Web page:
Russian scientists have invented a micro motor for instant medical analyzes
Scientists from Yaroslavl have built an actuator — a motor that converts electrical energy into a mechanical motion. The device developed by the scientists makes use of the combustion of hydrogen and oxygen in nanobubbles. The actuator is filled with salted water and when electrical current goes through the mixture, bubbles of gas (a mixture of hydrogen and oxygen) are formed, which push the membrane upward. The membrane plays the same role as the piston of the internal combustion engine in a car. After the current is cut off, oxygen and hydrogen react to form water, and the membrane goes down again.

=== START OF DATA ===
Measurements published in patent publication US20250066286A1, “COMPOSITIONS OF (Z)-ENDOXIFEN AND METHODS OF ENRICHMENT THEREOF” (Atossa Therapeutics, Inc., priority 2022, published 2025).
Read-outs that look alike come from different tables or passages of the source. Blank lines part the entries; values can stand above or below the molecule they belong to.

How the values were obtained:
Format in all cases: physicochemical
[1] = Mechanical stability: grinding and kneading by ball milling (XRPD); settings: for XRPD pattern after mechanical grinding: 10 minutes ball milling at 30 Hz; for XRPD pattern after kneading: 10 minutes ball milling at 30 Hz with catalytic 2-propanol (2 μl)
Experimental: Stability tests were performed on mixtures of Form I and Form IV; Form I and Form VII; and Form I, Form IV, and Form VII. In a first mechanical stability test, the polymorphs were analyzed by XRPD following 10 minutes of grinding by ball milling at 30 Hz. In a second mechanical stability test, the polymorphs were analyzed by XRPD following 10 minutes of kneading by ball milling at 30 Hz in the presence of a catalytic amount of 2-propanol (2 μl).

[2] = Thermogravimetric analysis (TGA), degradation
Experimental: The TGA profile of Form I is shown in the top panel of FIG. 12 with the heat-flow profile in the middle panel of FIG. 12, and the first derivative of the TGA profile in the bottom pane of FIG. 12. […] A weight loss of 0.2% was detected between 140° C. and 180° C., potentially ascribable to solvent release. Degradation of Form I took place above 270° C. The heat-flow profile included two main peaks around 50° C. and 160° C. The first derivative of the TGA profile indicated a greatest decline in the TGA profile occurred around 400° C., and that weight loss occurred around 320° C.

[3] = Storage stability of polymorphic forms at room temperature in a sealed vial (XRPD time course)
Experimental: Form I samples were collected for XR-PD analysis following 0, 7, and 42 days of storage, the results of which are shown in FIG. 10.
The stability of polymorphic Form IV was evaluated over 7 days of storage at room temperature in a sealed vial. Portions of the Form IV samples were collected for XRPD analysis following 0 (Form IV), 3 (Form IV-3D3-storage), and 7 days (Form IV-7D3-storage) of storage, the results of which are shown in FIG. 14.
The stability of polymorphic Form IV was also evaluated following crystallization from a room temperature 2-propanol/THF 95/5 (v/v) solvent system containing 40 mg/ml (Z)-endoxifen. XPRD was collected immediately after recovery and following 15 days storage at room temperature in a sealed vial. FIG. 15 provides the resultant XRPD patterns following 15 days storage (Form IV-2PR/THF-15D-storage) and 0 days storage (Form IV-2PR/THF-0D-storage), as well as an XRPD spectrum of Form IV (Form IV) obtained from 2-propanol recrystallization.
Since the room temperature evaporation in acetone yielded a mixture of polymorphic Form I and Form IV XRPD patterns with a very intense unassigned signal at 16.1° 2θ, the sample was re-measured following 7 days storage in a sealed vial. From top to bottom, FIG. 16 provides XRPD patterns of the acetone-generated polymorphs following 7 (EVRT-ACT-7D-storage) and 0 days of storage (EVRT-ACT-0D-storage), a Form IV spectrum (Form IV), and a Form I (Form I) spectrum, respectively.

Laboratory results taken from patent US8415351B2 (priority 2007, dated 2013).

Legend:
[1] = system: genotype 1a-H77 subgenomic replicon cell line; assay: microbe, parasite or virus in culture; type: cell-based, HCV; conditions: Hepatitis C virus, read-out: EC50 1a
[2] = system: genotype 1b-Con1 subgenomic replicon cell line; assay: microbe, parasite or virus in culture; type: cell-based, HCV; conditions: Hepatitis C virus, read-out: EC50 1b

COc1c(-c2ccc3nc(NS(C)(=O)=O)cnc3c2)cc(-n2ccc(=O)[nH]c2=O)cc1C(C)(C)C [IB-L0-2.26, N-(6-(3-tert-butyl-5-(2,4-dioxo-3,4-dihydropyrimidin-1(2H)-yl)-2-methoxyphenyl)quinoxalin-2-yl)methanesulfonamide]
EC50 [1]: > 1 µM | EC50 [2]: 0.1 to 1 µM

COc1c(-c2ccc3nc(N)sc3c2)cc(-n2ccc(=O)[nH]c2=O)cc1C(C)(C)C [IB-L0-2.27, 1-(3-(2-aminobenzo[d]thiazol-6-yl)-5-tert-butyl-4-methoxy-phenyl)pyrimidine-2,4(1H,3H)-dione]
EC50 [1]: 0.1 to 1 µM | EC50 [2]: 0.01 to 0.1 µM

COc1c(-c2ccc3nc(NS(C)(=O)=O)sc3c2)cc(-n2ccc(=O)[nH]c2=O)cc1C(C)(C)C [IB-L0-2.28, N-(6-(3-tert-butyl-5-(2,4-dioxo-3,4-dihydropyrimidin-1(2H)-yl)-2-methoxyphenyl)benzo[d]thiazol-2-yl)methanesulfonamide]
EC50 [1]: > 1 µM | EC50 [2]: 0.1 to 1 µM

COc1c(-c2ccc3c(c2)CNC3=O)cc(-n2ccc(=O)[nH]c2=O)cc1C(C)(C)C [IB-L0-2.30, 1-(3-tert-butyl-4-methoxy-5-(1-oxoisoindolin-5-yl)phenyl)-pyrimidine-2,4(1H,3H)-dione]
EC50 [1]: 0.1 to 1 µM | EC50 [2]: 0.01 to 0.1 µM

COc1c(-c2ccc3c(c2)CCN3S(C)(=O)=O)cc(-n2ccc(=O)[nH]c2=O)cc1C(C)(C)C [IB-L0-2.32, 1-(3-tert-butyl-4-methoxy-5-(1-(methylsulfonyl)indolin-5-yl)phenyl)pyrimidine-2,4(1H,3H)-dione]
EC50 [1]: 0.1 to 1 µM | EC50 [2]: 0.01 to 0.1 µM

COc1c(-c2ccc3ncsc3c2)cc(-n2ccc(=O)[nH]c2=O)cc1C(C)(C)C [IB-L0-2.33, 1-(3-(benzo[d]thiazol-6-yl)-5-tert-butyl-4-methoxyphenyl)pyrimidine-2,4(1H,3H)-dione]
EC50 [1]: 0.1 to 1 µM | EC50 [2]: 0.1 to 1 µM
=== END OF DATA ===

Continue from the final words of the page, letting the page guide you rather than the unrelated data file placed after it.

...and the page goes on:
The motor has a diameter of a half-millimeter and operates at a frequency of 1−2 thousand cycles per second. The device is suitable as an engine for autonomous systems for targeted drug delivery (insulin), the scientists believe. It is by order of magnitude smaller than existing counterparts and runs on biocompatible materials. The tiny size of the engine will allow for development of measuring tools, which require just a small amount of liquid for analysis.